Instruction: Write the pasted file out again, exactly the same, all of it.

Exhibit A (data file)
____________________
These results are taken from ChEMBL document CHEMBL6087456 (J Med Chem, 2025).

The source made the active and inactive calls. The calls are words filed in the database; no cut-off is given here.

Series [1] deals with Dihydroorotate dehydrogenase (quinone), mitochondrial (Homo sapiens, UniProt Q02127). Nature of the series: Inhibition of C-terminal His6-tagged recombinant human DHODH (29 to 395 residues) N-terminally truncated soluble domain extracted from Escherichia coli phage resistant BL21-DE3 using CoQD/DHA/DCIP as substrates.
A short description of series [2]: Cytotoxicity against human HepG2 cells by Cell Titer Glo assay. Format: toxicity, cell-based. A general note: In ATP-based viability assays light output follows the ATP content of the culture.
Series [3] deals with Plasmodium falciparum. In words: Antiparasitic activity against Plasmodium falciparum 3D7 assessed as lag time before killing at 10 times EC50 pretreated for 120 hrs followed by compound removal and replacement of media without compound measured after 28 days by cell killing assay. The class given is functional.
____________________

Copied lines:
These results are taken from ChEMBL document CHEMBL6087456 (J Med Chem, 2025).

The source made the active and inactive calls. The calls are words filed in the database; no cut-off is given here.

Series [1] deals with Dihydroorotate dehydrogenase (quinone), mitochondrial (Homo sapiens, UniProt Q02127). Nature of the series: Inhibition of C-terminal His6-tagged recombinant human DHODH (29 to 395 residues) N-terminally truncated soluble domain extracted from Escherichia coli phage resistant BL21-DE3 using CoQD/DHA/DCIP as substrates.
A short description of series [2]: Cytotoxicity against human HepG2 cells by Cell Titer Glo assay. Format: toxicity, cell-based. A general note: In ATP-based viability assays light output follows the ATP content of the culture.
Series [3] deals with Plasmodium falciparum. In words: Antiparasitic activity against Plasmodium falciparum 3D7 assessed as lag time before killing at 10 times EC50 pretreated for 120 hrs followed by compound removal and replacement of media without compound measured after 28 days by cell killing assay. The class given is functional.